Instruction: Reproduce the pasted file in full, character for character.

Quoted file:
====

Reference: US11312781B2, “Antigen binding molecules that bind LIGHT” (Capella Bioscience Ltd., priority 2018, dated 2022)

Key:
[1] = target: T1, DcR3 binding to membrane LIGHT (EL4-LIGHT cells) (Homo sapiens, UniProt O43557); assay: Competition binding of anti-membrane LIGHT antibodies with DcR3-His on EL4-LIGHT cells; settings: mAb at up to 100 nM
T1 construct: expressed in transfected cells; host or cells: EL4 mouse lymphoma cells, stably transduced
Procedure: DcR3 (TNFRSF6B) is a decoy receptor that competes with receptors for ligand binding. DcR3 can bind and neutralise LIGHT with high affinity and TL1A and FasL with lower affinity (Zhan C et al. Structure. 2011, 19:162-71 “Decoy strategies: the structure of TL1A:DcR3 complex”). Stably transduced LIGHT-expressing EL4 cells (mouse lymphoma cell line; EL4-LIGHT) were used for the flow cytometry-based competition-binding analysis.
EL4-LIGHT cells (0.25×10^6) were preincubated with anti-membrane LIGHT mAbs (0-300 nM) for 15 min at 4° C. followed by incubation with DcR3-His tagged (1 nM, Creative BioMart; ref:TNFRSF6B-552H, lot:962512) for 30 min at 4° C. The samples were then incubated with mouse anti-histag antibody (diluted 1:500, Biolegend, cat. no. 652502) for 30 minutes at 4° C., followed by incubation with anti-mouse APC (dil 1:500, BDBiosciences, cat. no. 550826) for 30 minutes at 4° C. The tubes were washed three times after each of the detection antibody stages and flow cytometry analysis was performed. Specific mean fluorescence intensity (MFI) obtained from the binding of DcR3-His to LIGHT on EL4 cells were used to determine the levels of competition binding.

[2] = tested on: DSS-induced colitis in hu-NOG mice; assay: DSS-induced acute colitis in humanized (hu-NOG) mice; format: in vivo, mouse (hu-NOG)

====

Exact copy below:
Reference: US11312781B2, “Antigen binding molecules that bind LIGHT” (Capella Bioscience Ltd., priority 2018, dated 2022)

Key:
[1] = target: T1, DcR3 binding to membrane LIGHT (EL4-LIGHT cells) (Homo sapiens, UniProt O43557); assay: Competition binding of anti-membrane LIGHT antibodies with DcR3-His on EL4-LIGHT cells; settings: mAb at up to 100 nM
T1 construct: expressed in transfected cells; host or cells: EL4 mouse lymphoma cells, stably transduced
Procedure: DcR3 (TNFRSF6B) is a decoy receptor that competes with receptors for ligand binding. DcR3 can bind and neutralise LIGHT with high affinity and TL1A and FasL with lower affinity (Zhan C et al. Structure. 2011, 19:162-71 “Decoy strategies: the structure of TL1A:DcR3 complex”). Stably transduced LIGHT-expressing EL4 cells (mouse lymphoma cell line; EL4-LIGHT) were used for the flow cytometry-based competition-binding analysis.
EL4-LIGHT cells (0.25×10^6) were preincubated with anti-membrane LIGHT mAbs (0-300 nM) for 15 min at 4° C. followed by incubation with DcR3-His tagged (1 nM, Creative BioMart; ref:TNFRSF6B-552H, lot:962512) for 30 min at 4° C. The samples were then incubated with mouse anti-histag antibody (diluted 1:500, Biolegend, cat. no. 652502) for 30 minutes at 4° C., followed by incubation with anti-mouse APC (dil 1:500, BDBiosciences, cat. no. 550826) for 30 minutes at 4° C. The tubes were washed three times after each of the detection antibody stages and flow cytometry analysis was performed. Specific mean fluorescence intensity (MFI) obtained from the binding of DcR3-His to LIGHT on EL4 cells were used to determine the levels of competition binding.

[2] = tested on: DSS-induced colitis in hu-NOG mice; assay: DSS-induced acute colitis in humanized (hu-NOG) mice; format: in vivo, mouse (hu-NOG)